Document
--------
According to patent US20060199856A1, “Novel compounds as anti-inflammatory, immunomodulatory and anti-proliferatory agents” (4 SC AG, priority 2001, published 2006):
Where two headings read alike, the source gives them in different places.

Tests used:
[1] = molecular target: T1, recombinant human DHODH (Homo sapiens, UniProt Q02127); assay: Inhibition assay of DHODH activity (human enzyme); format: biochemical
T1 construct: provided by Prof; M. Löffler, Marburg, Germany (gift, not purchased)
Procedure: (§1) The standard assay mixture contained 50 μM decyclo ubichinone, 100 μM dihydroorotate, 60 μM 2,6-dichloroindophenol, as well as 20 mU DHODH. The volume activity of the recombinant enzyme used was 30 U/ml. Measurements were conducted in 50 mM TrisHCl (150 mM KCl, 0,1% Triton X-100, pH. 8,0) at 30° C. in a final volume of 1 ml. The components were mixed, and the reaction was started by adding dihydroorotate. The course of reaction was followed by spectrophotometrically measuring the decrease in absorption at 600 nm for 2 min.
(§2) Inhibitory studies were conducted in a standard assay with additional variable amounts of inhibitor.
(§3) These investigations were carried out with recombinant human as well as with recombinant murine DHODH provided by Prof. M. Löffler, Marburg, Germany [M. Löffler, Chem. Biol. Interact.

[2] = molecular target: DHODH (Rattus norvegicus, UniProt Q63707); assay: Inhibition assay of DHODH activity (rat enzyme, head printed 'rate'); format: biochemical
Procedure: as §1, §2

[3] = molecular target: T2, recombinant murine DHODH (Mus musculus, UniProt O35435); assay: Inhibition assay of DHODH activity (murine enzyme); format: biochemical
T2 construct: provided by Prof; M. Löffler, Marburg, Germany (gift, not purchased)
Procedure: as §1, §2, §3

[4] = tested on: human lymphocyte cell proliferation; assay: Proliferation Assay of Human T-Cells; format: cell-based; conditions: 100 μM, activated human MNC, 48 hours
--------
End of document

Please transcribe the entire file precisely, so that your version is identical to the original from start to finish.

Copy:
According to patent US20060199856A1, “Novel compounds as anti-inflammatory, immunomodulatory and anti-proliferatory agents” (4 SC AG, priority 2001, published 2006):
Where two headings read alike, the source gives them in different places.

Tests used:
[1] = molecular target: T1, recombinant human DHODH (Homo sapiens, UniProt Q02127); assay: Inhibition assay of DHODH activity (human enzyme); format: biochemical
T1 construct: provided by Prof; M. Löffler, Marburg, Germany (gift, not purchased)
Procedure: (§1) The standard assay mixture contained 50 μM decyclo ubichinone, 100 μM dihydroorotate, 60 μM 2,6-dichloroindophenol, as well as 20 mU DHODH. The volume activity of the recombinant enzyme used was 30 U/ml. Measurements were conducted in 50 mM TrisHCl (150 mM KCl, 0,1% Triton X-100, pH. 8,0) at 30° C. in a final volume of 1 ml. The components were mixed, and the reaction was started by adding dihydroorotate. The course of reaction was followed by spectrophotometrically measuring the decrease in absorption at 600 nm for 2 min.
(§2) Inhibitory studies were conducted in a standard assay with additional variable amounts of inhibitor.
(§3) These investigations were carried out with recombinant human as well as with recombinant murine DHODH provided by Prof. M. Löffler, Marburg, Germany [M. Löffler, Chem. Biol. Interact.

[2] = molecular target: DHODH (Rattus norvegicus, UniProt Q63707); assay: Inhibition assay of DHODH activity (rat enzyme, head printed 'rate'); format: biochemical
Procedure: as §1, §2

[3] = molecular target: T2, recombinant murine DHODH (Mus musculus, UniProt O35435); assay: Inhibition assay of DHODH activity (murine enzyme); format: biochemical
T2 construct: provided by Prof; M. Löffler, Marburg, Germany (gift, not purchased)
Procedure: as §1, §2, §3

[4] = tested on: human lymphocyte cell proliferation; assay: Proliferation Assay of Human T-Cells; format: cell-based; conditions: 100 μM, activated human MNC, 48 hours